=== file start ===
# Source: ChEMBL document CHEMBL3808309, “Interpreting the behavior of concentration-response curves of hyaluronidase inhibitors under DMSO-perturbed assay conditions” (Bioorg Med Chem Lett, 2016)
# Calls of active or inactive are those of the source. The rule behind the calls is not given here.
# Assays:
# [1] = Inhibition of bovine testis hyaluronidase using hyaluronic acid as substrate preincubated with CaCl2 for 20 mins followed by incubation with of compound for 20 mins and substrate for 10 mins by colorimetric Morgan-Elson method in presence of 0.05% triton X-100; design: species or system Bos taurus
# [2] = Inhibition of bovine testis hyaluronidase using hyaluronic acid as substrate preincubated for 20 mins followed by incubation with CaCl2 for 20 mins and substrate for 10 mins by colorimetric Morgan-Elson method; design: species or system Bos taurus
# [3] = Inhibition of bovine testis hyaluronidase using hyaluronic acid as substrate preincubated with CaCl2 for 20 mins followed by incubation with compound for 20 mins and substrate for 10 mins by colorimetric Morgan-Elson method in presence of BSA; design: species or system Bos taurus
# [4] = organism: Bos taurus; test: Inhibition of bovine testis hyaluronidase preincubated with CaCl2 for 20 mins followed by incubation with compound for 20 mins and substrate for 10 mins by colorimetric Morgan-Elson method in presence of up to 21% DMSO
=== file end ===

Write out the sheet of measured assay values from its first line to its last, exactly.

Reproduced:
# Source: ChEMBL document CHEMBL3808309, “Interpreting the behavior of concentration-response curves of hyaluronidase inhibitors under DMSO-perturbed assay conditions” (Bioorg Med Chem Lett, 2016)
# Calls of active or inactive are those of the source. The rule behind the calls is not given here.
# Assays:
# [1] = Inhibition of bovine testis hyaluronidase using hyaluronic acid as substrate preincubated with CaCl2 for 20 mins followed by incubation with of compound for 20 mins and substrate for 10 mins by colorimetric Morgan-Elson method in presence of 0.05% triton X-100; design: species or system Bos taurus
# [2] = Inhibition of bovine testis hyaluronidase using hyaluronic acid as substrate preincubated for 20 mins followed by incubation with CaCl2 for 20 mins and substrate for 10 mins by colorimetric Morgan-Elson method; design: species or system Bos taurus
# [3] = Inhibition of bovine testis hyaluronidase using hyaluronic acid as substrate preincubated with CaCl2 for 20 mins followed by incubation with compound for 20 mins and substrate for 10 mins by colorimetric Morgan-Elson method in presence of BSA; design: species or system Bos taurus
# [4] = organism: Bos taurus; test: Inhibition of bovine testis hyaluronidase preincubated with CaCl2 for 20 mins followed by incubation with compound for 20 mins and substrate for 10 mins by colorimetric Morgan-Elson method in presence of up to 21% DMSO